I must admit my favorite part of the ornate harnesses of the horses at the St. Alfio festival in Sicily is the plumage. The plumes on these horses reach epic proportions, and are unlike anything I've seen elsewhere. They are simply spectacular!
Al Zammataro wins the award for biggest fan of Global Horse Culture! Last year he sent me some snapshots from an incredible festival in Sicily, where spectacularly-adorned horses and carts are paraded in celebration of St. Alfio's festival day.
This year, he sent me more photos - taken by a friend of his - with even more detail of the costumes, harnesses, plumes and elaborate carts. There are even puppets acting out legendary battle scenes mounted on the horses!
The Freio de Ouro (Golden Bit) is a huge annual competition for the Crioulo breed in Brazil. Competitors and breeders from throughout southern Latin America come together in Esteio, a city in the Brazilian state of Rio Grande do Sul, for a best of breed competition and associated auctions and expositions. The Crioulo is the main breed found in the southern state of Rio Grande do Sul, and is also bred in Argentina, Uruguay and Chile (in those Spanish-speaking countries it is called the Criollo). Argentina and Uruguay in particular share a strong horse culture and breed bloodlines with Rio Grande do Sul.
Something you'll come across on occasion in parts of Brazil (I've seen it mostly in the state of São Paulo) is parade tack made of brass rings. Here is an example of a breast collar, being shown to me by a student at the Universidade do Cavalo, in Sorocaba:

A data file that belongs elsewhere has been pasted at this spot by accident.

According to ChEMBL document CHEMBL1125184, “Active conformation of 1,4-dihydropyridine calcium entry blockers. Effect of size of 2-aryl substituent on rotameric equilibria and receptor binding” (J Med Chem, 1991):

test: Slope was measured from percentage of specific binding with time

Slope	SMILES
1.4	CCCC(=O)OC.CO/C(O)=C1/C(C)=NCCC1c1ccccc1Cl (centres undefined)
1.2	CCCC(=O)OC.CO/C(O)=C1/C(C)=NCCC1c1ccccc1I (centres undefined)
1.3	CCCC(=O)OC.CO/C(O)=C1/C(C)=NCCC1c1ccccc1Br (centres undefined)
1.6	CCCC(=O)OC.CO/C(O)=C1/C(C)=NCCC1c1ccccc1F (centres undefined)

A group in Great Britain which is trying to raise funds and awareness to create an official Museum of the Horse in that nation is undertaking a special ride. According to their announcement "Caroline Baldock and her two companions will be riding some of the ancient Canterbury pilgrim's road" at the end of September. The three day journey will be used to raise funds towards the Museum of the Horse, a project they have been promoting for some time.
I've been intrigued by the variety of methods people use to keep horses in one place - that is, variations on tying or confining them. The styles vary with the lifestyle and landscape, and each method has advantages and disadvantages. Some are based on the obvious necessities of the environment: for example if trees are hard to find, then wooden fences or buildings won't be your first choice; if you move around a lot, nomad-style, then you will probably use something lightweight and moveable, like a tether, to keep your horse nearby. Depending on where you live, some of these methods may seem very normal, and others quite unusual!
My friend Angela Swedberg introduced me to fellow beadworker Al Zammataro, who recently attended the annual festival of Sant'Alfio in Sicily. The story and photos he shared with me are unbelievable and should be quite an eyeful for those of you interested in unusual horse adornment!! The full set of photos follows in the rest of the post.